A Book Recommendation–Price of Passage by Larry F. Sommers

Price of Passage is the story of an immigrant to the United States during the tumultuous 1850s.

The 1850s was a volatile decade: The Slave Act of 1850, Bloody Kansas, Uncle Tom’s Cabin, the disappearance of the Whig party, the rise of the Know-Nothing party, The Dred Scott decision of 1857, John Brown’s raid on Harpers Ferry.

Anders Gunstensen plans to escape the indentured servitude to his uncle. He lights a lantern, his uncle sees the light and comes to barn to confront Anders about using the lantern, then tries to stop Anders from leaving. The two men fight, the uncle is accidentally knocked unconscious, possibly dead. Anders flees before anyone can discover his uncles body.

He boards the first ship, it’s sailing for New Orleans. He meets people who he will travel with to Illinois, assists a runaway slave, agrees to work for a farmer in Illinois.

When Anders decides to homestead in Illinois, he meets another kind of servitude, he borrows money from a local lender to buy equipment for his new farm.

Anders experiences the backbreaking work of a farmer, the joys and sorrows of family life, and then the Civil War erupts with more sorrows to come.

Anders is the main character of this book, but the women are not forgotten. Kirsten Haraldsdatter arrives at her husband’s farm to find that she became a widow a week before her arrival. She decides to stay and farm the land with her children.

Maria, the woman who marries Anders, becomes a widow, but decides to stay and farm the land belonging to her and her husband.

The women face the same hardships as the men, and when they have to stand alone, the persist.

A bit of melancholy

Labor Day is the unofficial end of summer. Last barbecues with friends and family. Trees turning color. The swallows gather on the electric lines to chase the bugs feasting on the ripening grain. Stores fill with families collecting school supplies. Soon September rains will fall, and the school busses will drive by past the house way too early in the morning. And the summer filled with plans comes to an end. Remembrance of those days bring a bit of melancholy, a token of the fun that we experienced. It takes a few days to store summer memories and make a list for fall, the brilliant autumn displays soon displace the joys of summer. The changing seasons are awe inspiring.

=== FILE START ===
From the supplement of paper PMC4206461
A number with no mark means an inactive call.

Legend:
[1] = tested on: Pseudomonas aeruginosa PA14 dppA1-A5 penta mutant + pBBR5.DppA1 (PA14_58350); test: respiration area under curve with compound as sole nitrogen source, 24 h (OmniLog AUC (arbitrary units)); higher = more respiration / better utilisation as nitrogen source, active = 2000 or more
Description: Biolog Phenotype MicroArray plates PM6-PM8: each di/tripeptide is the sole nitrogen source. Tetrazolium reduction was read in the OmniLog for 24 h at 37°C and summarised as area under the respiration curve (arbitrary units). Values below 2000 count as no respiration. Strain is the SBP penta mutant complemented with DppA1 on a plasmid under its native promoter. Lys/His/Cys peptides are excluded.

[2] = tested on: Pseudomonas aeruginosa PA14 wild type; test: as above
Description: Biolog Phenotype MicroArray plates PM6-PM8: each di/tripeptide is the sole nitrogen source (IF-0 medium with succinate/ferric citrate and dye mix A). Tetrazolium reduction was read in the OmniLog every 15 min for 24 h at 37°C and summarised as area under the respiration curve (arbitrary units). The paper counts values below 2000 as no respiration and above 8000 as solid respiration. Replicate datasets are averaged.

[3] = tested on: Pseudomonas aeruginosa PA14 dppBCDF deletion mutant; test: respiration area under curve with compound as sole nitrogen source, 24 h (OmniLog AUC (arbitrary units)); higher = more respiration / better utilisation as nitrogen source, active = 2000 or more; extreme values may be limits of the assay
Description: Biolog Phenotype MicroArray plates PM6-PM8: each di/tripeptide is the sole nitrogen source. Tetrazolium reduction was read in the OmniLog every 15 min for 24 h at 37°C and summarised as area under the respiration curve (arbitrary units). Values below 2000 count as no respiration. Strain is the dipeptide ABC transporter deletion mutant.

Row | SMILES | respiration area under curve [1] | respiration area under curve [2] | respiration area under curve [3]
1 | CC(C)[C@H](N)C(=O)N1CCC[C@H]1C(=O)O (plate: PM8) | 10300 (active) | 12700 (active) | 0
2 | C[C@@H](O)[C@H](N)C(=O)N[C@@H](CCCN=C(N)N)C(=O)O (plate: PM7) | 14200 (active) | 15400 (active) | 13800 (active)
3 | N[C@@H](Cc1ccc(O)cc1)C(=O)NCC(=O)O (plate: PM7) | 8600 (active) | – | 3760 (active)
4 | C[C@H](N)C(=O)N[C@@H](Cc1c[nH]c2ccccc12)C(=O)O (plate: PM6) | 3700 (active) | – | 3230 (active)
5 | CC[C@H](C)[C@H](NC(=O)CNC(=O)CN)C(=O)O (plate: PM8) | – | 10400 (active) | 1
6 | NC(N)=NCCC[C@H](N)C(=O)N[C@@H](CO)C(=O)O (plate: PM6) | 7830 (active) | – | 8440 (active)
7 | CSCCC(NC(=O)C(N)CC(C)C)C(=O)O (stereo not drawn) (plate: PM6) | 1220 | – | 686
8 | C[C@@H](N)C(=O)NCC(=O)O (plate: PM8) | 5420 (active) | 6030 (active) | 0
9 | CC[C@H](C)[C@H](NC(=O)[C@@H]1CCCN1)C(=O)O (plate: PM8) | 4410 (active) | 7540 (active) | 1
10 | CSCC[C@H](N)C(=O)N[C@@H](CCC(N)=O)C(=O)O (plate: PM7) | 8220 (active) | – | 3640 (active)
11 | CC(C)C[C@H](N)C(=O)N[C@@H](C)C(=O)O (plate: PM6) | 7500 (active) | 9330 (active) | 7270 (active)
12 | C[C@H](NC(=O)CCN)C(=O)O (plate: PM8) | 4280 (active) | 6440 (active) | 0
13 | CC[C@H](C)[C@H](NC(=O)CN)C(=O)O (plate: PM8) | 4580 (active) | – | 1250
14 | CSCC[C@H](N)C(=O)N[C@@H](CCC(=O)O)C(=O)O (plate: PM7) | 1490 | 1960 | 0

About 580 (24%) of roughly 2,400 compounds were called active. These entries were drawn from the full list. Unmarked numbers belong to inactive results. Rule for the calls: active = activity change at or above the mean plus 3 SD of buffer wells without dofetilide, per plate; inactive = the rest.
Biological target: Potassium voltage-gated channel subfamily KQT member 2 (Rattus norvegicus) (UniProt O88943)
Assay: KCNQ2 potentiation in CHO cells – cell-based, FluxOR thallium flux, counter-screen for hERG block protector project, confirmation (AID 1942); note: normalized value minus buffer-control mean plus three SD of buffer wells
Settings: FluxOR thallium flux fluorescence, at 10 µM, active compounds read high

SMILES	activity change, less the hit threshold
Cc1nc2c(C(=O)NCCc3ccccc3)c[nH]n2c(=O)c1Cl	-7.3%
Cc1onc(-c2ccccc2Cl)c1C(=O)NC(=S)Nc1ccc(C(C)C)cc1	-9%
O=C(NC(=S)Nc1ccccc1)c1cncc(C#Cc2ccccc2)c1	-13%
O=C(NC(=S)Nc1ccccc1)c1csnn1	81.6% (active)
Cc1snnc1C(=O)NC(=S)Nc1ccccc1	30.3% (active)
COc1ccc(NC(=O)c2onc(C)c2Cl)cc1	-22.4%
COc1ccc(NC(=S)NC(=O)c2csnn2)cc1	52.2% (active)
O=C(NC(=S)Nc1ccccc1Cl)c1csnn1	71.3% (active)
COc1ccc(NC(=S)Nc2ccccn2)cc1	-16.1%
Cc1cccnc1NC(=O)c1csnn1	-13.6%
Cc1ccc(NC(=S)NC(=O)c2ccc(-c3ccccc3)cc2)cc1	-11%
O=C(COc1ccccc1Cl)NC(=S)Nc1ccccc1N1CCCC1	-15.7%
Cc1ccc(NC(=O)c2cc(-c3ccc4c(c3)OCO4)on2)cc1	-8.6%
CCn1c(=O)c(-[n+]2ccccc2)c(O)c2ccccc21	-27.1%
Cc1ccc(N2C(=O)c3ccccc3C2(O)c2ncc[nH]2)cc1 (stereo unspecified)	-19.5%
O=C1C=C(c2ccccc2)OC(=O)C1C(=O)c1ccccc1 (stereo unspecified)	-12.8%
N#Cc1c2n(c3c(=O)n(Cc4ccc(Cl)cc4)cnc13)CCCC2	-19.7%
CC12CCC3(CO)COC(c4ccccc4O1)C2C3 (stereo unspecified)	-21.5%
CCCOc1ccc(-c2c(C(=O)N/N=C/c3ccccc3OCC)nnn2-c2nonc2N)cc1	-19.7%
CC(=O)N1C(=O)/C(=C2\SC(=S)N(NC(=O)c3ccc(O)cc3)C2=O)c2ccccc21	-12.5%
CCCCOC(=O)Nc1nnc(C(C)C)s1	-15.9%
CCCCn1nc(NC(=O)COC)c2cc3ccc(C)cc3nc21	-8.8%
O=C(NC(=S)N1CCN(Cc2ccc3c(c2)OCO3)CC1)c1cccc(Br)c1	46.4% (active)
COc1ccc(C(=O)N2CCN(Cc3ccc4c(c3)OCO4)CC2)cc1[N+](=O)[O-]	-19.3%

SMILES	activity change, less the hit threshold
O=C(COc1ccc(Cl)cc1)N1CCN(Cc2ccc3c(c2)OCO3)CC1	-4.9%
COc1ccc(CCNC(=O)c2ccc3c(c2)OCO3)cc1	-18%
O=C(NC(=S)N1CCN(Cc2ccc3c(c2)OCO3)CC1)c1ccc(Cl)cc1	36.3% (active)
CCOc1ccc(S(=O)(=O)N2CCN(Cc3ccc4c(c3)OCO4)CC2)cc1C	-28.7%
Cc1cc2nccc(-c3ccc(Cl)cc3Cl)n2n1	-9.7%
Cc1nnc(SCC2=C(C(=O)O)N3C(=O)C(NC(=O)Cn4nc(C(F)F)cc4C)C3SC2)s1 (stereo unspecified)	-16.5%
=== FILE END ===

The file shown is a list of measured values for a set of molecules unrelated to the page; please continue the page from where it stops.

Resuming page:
Empty Nesters, Again

Forgot to take down the Christmas wreath before we left for vacation, this is what we came back to:

A robin’s nest. Every time we used the door, the mother robin flew away, squawking.

Did an internet search on robin and nesting, worked out that the fledgling would leave the nest around May 20–I was off by a few days.

We are missing those birds.

Catching up on books

There are many books that I will never have the time (or inclination) to read, but how did I overlook these?

Natalie Haynes’ A Thousand Ships started me exploring recent books written about the Greek and Latin classics told with women at the center, especially the women who were the collateral damage of the Trojan War.

Elinor Cleghorn, Unwell Women, Misdiagnosis and Myths in a Man-made World, about misconceptions of female anatomy and health. This triggered one of my short stories.

Madeline Miller, Circe This earned it wow from me, how could I overlook this book about the witch and goddess Circe. Her life as a daughter of Helios, her exile, then the time spent with Odysseus and the aftermath of that affair. A deep knowledge of the world of the classic literature and an excellent imagination of how women created a life in a world torn apart by war.

Natalie Haynes, Pandora’s Jar this book was published in the U.K. before it will be published in the U.S. next year. Haynes tells the stories of the women of myths and the curtains of history as regards those women.

I agree with Natalie Haynes that the classic literature should be taught, and language (when did Latin disappear from high school curriculums?)–maybe it can start with Emily Watson’s translation of The Odyssey.

I’m looking forward to reading more of the above writers. Hope you have time to make room to read these books in this very busy life.

What have I been doing with my time?

Every writer must have read about Shakespeare writing King Lear during a plague year. I’m sure that it was meant to encourage us to focus on our writing instead of focusing on the havoc caused by Covid-19, the divisions manifested in the elections of 2020, I’m not sure it did.